In October 1989, Haim appeared live on stage at Knott’s Berry Farm with DJ “Hollywood” Hamilton as part of a teen anti-drugs campaign. The thousand-strong audience of girls would not stop screaming and rushing the stage, so fire marshals had to escort Haim from the building amid fears for his safety.
However as his problems with drugs continued, Haim began to lose his core audience.
His performances suffered, and his film career in the 1990s declined into direct-to-video releases.
In 1991, Haim starred in Dream Machine, which received a direct-to-video release, as did Oh, What a Night and The Double 0 Kid, in which the young Seth Green had a role. Green recalled his experiences working with Haim:
We started to shoot and he was complaining of stomach pains and eventually wound up leaving, we couldn’t shoot anything and I was really upset.
I was such a defender of him, then to have him act the way people were accusing him of was really disheartening.
Then they reset everything to shoot and he was just immeasurably professional that day. Just all over the place, working way above and beyond, busting his ass, knew all his lines, hittin’ his marks really sharp, and elevating it. As much as you could elevate The Double O Kid, elevating it.
He was this duality of incredibly sweet and earnest professional who really loved performing, and this tortured drug addict that could be an entirely different person depending on where he was with his addiction.
Though, as committed to acting as Haims was, his fall from grace had begun.
In December 1992, Haim partnered in a lease-option on a 1922 Hancock Park mansion with his business manager, a party promoter named Michael Bass who had served two years in jail after a conviction for fraud. The 7,000-square-foot house was valued at $1.35M.
According to Haim, Bass rushed through the purchasing deal in order to hold a fund-raiser at the house to buy toys for Russian children, which turned out to be a scam. Haim lived at the house with Bass and his mother.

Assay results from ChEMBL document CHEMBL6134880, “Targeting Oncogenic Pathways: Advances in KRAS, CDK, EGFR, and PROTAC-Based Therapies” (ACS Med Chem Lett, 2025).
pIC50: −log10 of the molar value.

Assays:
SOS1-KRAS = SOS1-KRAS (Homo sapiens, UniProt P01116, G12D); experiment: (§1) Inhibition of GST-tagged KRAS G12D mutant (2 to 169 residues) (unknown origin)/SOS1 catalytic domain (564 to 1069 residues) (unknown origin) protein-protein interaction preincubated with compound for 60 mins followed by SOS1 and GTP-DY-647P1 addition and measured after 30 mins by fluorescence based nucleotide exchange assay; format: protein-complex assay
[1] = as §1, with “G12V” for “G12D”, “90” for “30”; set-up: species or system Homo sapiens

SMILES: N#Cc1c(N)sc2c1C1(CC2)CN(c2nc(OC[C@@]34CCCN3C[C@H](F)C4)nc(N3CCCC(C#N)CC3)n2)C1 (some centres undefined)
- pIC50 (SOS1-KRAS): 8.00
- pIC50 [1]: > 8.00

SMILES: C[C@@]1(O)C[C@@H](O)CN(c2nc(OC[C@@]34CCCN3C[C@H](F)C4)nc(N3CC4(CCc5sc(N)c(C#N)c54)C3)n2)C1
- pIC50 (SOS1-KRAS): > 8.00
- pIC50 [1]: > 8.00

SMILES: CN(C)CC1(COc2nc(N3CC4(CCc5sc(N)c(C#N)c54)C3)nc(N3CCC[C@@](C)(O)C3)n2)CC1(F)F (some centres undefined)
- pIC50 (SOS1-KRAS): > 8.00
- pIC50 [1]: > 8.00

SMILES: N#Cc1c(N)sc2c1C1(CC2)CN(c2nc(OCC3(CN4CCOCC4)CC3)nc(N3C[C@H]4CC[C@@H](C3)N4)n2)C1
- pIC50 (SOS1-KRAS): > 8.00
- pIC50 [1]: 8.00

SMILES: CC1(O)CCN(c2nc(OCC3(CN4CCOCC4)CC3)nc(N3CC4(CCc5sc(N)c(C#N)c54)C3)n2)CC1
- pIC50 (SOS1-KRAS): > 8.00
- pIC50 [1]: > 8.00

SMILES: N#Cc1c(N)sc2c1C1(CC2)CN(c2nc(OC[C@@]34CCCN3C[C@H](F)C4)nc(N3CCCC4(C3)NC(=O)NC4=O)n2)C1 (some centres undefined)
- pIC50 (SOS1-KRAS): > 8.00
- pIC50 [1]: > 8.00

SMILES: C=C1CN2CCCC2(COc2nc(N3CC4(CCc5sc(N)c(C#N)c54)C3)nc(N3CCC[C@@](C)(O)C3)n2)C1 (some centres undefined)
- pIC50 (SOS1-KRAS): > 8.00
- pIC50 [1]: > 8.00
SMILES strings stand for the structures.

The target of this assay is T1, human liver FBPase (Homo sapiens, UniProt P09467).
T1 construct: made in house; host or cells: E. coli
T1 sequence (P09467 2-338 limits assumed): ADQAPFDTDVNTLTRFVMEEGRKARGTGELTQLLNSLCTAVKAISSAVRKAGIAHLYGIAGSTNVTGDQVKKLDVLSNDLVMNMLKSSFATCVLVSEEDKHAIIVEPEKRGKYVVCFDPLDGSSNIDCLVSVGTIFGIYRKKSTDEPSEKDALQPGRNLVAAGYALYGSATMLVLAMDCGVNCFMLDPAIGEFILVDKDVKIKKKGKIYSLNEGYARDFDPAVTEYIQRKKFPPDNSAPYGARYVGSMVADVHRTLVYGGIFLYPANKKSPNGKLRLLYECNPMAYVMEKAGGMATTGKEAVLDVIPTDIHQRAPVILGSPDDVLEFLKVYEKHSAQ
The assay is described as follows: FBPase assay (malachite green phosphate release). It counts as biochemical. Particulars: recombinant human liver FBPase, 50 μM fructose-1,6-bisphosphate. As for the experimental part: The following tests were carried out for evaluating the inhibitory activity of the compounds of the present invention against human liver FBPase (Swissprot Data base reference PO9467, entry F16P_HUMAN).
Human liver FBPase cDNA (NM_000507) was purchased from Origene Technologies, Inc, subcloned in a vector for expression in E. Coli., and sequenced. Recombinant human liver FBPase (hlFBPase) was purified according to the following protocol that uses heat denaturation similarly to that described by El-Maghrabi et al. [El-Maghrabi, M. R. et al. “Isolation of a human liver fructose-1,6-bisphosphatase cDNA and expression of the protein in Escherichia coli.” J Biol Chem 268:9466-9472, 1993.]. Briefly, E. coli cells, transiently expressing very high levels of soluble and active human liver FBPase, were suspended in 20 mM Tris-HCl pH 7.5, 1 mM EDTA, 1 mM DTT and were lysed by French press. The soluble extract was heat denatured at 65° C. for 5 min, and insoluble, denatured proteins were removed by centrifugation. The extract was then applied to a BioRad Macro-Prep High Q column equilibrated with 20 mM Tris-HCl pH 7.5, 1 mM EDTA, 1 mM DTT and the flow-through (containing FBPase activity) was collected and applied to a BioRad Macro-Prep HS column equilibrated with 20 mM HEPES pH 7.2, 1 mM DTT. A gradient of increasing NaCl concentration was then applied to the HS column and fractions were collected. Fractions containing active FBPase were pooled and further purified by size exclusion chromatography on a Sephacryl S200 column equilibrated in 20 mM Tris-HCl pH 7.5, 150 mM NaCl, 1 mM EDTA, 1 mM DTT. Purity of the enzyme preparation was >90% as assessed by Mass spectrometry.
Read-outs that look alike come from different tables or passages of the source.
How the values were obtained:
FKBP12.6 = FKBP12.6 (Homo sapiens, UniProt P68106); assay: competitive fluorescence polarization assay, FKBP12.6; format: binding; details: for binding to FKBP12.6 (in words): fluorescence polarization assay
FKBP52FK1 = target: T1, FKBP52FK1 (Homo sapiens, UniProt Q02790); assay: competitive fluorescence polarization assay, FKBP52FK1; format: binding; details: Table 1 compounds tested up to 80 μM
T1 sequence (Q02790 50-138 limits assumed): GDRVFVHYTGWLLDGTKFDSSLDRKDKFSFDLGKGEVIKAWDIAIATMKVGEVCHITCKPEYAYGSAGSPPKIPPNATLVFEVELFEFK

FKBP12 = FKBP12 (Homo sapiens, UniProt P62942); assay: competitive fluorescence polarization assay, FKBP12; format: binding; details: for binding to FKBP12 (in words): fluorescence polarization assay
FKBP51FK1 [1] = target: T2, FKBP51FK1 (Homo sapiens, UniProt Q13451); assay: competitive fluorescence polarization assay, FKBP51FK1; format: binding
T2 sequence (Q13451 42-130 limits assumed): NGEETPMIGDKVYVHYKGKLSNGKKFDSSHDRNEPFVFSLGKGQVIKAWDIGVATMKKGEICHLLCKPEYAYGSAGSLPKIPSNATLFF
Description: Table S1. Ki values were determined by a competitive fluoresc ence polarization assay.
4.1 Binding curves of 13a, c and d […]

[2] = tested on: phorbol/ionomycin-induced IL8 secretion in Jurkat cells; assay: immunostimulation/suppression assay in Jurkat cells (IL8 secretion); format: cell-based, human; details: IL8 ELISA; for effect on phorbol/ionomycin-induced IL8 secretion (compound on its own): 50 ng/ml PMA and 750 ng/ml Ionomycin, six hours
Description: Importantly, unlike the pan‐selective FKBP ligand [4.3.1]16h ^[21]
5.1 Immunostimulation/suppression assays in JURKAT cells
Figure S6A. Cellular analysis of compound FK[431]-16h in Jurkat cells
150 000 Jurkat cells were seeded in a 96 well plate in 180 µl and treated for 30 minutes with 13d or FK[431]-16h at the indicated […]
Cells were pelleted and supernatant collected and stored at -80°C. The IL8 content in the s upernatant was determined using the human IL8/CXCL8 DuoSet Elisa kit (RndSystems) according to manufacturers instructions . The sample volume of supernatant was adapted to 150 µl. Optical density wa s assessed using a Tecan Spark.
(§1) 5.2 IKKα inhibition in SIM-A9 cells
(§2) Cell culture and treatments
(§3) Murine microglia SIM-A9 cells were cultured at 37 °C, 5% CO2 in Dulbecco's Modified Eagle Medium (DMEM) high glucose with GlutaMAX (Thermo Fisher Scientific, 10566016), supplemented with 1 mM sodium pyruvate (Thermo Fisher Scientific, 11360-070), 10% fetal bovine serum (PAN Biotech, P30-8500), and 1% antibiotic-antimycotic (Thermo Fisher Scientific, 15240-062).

In February 1993, Bass reported to police that Haim had threatened him during an argument, and Haim was arrested. According to Haim’s publicist at the time, he was shooting BB guns at a target in his backyard while trying to fire Bass, who refused to accept that he was being let go.
Initially investigated as a terrorist threat, which was considered a felony, Haim’s charge was downgraded to a misdemeanor. Feldman posted Haim’s $250 bail. Bass gave a statement asserting that Haim remained under contract to him for a further 18 months.
Over the next two years, Haim released sequels to two of his older films; 1994’s Fast Getaway II along with National Lampoon’s Last Resort and 1995’s Life 101 and another sequel, Dream a Little Dream 2, alongside Feldman.
In 1995, Haim unsuccessfully auditioned for the role of Robin in Joel Schumacher’s Batman Forever.
Brooke McCarter would take over Haim’s career by the mid-90s, but, citing drug problems, eventually dropped him.
In 1996, Haim starred in four more direct-to-video films: Snowboard Academy, Demolition High, Fever Lake and Busted with Feldman, who also directed.
Feldman was forced to fire Haim after he refused to curtail his drug use and was inconsistent on set, later saying that it was one of the hardest things he ever had to do.
In 1999, Haim shot a low-budget film called Universal Groove in Montreal, using then-emerging digital technology. Haim’s return to Canada was newsworthy, with the shoot garnering local press interest with requests from reporters to visit the set.
The film would experience over budget post-production problems, in addition to stolen footage was leaked on the internet. Over eight years later, the filmmakers finally self-released a reconstructed version of the film online.
Haim attempted to return to the industry in 2000 with the direct-to-video thriller, Without Malice, starring Jennifer Beals.
Crew members recalled Haim holding court in the town’s only bar until the early hours. Haim would reportedly halt production to call Toronto and check if his dog was dead, and sudden medical incidents required the filling of emergency prescriptions.
He spent time in rehab, where he was put on prescription medication, which he began to abuse. Haim wound up entering rehab fifteen times for his drug addiction, which was so powerful it led to him suffering a drug-induced stroke and going into a brief coma.
On August 10, 2001, Haim’s mother found him unconscious at his Los Angeles bungalow after an overdose. He was rushed to UCLA Medical Center where doctors managed to stabilize him, but a few hours later, he slipped into a coma for the remainder of the evening.